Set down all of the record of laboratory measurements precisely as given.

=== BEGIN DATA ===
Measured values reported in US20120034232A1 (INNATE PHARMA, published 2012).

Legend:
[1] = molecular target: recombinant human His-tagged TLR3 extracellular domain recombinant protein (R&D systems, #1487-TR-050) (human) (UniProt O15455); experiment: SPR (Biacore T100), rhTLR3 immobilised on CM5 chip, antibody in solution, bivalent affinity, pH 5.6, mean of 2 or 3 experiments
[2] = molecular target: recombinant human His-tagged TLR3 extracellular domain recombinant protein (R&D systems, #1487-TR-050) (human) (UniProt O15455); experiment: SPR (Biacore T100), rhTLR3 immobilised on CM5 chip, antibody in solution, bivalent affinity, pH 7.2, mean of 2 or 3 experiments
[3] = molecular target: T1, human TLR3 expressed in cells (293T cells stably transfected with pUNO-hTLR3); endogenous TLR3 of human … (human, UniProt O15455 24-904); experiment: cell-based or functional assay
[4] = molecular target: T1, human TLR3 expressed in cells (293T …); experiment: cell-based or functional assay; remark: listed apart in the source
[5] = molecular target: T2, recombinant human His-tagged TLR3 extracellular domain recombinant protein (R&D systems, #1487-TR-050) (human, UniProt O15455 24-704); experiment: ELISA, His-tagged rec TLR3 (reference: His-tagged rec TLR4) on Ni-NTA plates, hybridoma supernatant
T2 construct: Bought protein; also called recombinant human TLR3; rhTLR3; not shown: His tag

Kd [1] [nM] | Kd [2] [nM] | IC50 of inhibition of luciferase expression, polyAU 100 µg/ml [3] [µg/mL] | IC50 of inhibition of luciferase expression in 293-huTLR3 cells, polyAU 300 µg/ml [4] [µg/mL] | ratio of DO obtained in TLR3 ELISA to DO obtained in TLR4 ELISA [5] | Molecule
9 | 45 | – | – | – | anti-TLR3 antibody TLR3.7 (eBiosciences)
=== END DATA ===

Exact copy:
Measured values reported in US20120034232A1 (INNATE PHARMA, published 2012).

Legend:
[1] = molecular target: recombinant human His-tagged TLR3 extracellular domain recombinant protein (R&D systems, #1487-TR-050) (human) (UniProt O15455); experiment: SPR (Biacore T100), rhTLR3 immobilised on CM5 chip, antibody in solution, bivalent affinity, pH 5.6, mean of 2 or 3 experiments
[2] = molecular target: recombinant human His-tagged TLR3 extracellular domain recombinant protein (R&D systems, #1487-TR-050) (human) (UniProt O15455); experiment: SPR (Biacore T100), rhTLR3 immobilised on CM5 chip, antibody in solution, bivalent affinity, pH 7.2, mean of 2 or 3 experiments
[3] = molecular target: T1, human TLR3 expressed in cells (293T cells stably transfected with pUNO-hTLR3); endogenous TLR3 of human … (human, UniProt O15455 24-904); experiment: cell-based or functional assay
[4] = molecular target: T1, human TLR3 expressed in cells (293T …); experiment: cell-based or functional assay; remark: listed apart in the source
[5] = molecular target: T2, recombinant human His-tagged TLR3 extracellular domain recombinant protein (R&D systems, #1487-TR-050) (human, UniProt O15455 24-704); experiment: ELISA, His-tagged rec TLR3 (reference: His-tagged rec TLR4) on Ni-NTA plates, hybridoma supernatant
T2 construct: Bought protein; also called recombinant human TLR3; rhTLR3; not shown: His tag

Kd [1] [nM] | Kd [2] [nM] | IC50 of inhibition of luciferase expression, polyAU 100 µg/ml [3] [µg/mL] | IC50 of inhibition of luciferase expression in 293-huTLR3 cells, polyAU 300 µg/ml [4] [µg/mL] | ratio of DO obtained in TLR3 ELISA to DO obtained in TLR4 ELISA [5] | Molecule
9 | 45 | – | – | – | anti-TLR3 antibody TLR3.7 (eBiosciences)